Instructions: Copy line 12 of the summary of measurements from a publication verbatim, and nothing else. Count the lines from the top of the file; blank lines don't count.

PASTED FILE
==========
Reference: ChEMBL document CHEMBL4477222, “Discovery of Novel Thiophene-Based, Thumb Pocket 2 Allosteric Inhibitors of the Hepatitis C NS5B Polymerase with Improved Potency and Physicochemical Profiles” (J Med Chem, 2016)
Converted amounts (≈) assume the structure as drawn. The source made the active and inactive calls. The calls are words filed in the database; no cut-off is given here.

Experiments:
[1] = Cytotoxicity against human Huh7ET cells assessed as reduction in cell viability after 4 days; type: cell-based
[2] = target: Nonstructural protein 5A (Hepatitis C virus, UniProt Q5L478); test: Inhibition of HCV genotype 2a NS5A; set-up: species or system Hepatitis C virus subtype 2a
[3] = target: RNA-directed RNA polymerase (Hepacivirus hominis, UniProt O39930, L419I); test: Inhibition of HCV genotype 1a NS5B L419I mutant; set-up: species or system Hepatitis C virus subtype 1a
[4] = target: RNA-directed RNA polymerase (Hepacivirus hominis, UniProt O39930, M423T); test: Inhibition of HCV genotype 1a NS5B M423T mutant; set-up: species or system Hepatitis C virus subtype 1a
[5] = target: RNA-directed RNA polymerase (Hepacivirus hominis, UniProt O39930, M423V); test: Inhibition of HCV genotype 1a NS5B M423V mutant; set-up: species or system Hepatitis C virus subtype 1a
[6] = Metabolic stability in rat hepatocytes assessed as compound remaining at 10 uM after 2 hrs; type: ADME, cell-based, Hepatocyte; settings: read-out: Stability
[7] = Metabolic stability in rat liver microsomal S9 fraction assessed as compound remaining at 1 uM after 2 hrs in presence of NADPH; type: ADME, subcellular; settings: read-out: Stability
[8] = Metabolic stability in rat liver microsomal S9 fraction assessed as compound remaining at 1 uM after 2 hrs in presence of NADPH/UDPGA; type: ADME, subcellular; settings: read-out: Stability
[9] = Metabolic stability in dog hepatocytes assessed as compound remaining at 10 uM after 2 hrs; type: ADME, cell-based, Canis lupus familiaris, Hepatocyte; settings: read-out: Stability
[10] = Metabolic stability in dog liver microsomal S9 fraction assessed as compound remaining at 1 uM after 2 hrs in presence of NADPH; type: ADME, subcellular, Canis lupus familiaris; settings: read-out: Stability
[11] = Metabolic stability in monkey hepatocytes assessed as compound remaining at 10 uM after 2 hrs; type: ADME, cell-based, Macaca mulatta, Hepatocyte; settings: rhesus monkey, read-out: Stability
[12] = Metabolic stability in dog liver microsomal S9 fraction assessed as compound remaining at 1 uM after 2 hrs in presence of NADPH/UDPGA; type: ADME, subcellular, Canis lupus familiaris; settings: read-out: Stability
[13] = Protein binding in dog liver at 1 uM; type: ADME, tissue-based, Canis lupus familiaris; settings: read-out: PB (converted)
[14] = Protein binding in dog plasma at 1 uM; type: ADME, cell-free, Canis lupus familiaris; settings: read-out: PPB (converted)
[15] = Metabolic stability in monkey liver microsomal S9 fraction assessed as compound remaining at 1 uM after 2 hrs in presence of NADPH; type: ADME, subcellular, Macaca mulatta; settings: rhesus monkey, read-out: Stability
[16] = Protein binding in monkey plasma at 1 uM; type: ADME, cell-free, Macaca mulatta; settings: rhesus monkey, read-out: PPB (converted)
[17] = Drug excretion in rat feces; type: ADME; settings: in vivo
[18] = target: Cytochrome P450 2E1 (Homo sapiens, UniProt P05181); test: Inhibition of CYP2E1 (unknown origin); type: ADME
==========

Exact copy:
[9] = Metabolic stability in dog hepatocytes assessed as compound remaining at 10 uM after 2 hrs; type: ADME, cell-based, Canis lupus familiaris, Hepatocyte; settings: read-out: Stability